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History and SDKs

History and SDKs

15 July, 2013 12:07 am0 comments

It kind of happened suddenly. I was busy working on comic pages at my desk listening to indie game dev podcast when the host mentioned an SDK (software development kit, I had to look it up) named Corona. Enthusiastically he commented that ANYONE could make a game with it and perhaps a successful one at that. I’ve been doing comics for a while but knew that it is becoming more and more and niche medium and that if I was going to do them, they would have to be digital. There have been many different ways of doing digital comics but none of them felt quite right for what I was interested in doing. At some point I started listening to podcasts and watching videos of people making games and slowly the idea began to creep up on me. Here was a medium that used pictures and required interactivity where the only limit on what you can do is your imagination.

I’ve been a gamer my whole life since playing ‘Shufflepuck Cafe’ on my Nanna’s Amiga. Another early memory was playing ‘Jill of the Jungle’ off an assortment of floppy disks. I remember playing Doom, Wolfenstein and Duke Nukem 3D on friends PCs whenever I got the chance. My dad would occasionally bring back games from over-seas travels such as Myst, Grim Fandango and MechWarrior. On weekends it would be Final Fantasy, Resident Evil and Tony Hawk once the Playstation came out.

I’ve toyed with the idea of making my own art in most mediums, film, music, comics, novels, but never considered making a game before. Games alway seemed like they just showed up from the aether, handed down by the gods of entertainment. When I got older it was obvious they required a tonne of technical skill, a lot of money and a lot of people.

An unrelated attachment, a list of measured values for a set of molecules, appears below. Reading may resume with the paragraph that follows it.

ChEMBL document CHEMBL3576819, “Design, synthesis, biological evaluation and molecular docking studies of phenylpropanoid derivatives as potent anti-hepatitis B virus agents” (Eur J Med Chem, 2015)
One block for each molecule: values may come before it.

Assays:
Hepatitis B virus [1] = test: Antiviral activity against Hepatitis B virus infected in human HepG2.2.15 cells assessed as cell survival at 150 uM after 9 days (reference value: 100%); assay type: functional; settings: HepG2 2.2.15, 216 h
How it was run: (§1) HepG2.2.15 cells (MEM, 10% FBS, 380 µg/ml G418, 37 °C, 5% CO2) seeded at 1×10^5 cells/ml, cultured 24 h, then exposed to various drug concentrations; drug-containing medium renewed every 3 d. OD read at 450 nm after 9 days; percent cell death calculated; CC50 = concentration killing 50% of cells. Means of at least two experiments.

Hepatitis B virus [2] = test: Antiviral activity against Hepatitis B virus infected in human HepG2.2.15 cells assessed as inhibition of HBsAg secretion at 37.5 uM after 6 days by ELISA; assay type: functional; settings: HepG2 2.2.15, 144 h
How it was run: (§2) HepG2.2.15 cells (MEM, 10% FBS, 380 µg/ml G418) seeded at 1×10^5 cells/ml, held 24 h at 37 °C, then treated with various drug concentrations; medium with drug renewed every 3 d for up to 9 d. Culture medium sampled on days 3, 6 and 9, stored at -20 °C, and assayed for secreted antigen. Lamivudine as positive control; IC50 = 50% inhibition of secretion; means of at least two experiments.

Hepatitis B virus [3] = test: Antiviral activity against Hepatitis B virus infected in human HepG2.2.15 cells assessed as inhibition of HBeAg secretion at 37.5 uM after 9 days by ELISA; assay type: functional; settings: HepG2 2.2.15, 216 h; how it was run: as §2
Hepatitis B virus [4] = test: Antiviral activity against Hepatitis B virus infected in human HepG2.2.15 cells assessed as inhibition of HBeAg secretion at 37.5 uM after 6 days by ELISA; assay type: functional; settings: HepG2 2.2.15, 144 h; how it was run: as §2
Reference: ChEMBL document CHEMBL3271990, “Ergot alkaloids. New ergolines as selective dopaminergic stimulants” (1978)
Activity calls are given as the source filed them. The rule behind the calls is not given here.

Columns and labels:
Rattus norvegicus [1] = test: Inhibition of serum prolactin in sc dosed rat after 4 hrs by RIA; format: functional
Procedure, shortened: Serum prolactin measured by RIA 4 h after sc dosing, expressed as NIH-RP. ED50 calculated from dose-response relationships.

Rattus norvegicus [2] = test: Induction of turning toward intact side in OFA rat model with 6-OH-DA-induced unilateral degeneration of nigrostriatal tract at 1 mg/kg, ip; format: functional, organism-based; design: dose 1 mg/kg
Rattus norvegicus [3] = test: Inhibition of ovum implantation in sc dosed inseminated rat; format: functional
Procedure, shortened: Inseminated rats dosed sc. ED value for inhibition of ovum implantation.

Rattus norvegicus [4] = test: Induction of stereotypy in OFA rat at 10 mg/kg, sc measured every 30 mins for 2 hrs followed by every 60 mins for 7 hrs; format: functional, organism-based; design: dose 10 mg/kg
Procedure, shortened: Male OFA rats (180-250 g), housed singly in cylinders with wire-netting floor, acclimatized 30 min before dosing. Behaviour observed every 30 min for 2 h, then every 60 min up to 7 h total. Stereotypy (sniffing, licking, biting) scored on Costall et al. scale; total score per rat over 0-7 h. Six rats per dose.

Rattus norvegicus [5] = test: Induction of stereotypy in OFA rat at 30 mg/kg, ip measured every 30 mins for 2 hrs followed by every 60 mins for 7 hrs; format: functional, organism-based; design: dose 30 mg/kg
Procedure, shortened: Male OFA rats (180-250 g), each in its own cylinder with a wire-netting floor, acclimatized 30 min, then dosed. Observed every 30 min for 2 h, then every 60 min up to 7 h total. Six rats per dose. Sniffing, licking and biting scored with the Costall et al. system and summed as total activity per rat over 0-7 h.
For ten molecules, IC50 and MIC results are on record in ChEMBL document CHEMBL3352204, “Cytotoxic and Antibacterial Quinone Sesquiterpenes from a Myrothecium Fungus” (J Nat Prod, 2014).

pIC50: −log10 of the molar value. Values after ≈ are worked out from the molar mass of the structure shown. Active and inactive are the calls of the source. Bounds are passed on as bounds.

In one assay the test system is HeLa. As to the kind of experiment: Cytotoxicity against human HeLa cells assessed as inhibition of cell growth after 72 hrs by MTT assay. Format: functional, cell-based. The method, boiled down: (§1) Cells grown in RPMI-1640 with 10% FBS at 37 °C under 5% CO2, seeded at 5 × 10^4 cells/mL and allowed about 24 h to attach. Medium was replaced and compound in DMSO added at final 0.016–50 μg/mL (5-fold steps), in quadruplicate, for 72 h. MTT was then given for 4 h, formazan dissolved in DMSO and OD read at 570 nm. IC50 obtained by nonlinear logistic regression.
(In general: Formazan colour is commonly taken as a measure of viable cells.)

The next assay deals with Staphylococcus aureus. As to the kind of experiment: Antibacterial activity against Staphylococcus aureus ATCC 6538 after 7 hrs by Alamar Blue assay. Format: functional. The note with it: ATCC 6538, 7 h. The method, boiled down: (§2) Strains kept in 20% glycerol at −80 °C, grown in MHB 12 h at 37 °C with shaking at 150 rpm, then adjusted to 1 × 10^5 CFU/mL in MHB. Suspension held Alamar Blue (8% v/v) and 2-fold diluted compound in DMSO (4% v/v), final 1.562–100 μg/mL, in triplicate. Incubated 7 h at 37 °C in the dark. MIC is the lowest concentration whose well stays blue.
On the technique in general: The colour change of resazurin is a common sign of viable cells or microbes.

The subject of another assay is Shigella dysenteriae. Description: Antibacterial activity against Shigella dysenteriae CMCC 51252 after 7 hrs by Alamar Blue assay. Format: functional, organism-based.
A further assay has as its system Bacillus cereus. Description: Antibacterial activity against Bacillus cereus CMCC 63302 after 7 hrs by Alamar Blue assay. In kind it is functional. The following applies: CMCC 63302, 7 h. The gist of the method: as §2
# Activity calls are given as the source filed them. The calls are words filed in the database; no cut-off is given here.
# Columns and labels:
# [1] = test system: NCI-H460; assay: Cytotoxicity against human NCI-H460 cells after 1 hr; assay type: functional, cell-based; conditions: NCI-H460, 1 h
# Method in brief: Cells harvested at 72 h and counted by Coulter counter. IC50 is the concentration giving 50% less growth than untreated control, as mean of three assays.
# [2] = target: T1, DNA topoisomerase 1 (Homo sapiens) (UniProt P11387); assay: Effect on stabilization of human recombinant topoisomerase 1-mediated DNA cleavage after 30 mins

Well, those days have changed. It is an incredible time to be making games right now. The tools available allow small teams and even individuals to create their own games without needing to be rocket scientists. And not only on the development side but the market for games today is ravenous. People cannot get enough of games and now more people than ever can and want to access them. Suddenly making a game seems like the most obvious thing to do.

corona2_GzOLbIAfter looking at the various development kits available such as Unity,  Cocos 2dx, Love, Gamesalad, GameMaker and Stencyl, it turned out that the one I had heard of originally, ‘Corona‘ was the right fit for me. It is cross platform for iOS and Android, has a built in Box2D physics engine and uses a simple language known as LUA. I was interested in learning to program so wanted an SDK that would allow me to learn which knocked out the ‘drag and drop’ engines like game salad. I also knew I wanted to go 2D so I could easily create the art myself so that ruled out Unity which is a 3D engine. After the last couple of months of learning in my spare time I’ve started to get the hang of Lua coding and started putting the foundation of my game together.

In the next post I will talk about how I began learning the basics of coding and making games and how I decided on what kind of game to make first.



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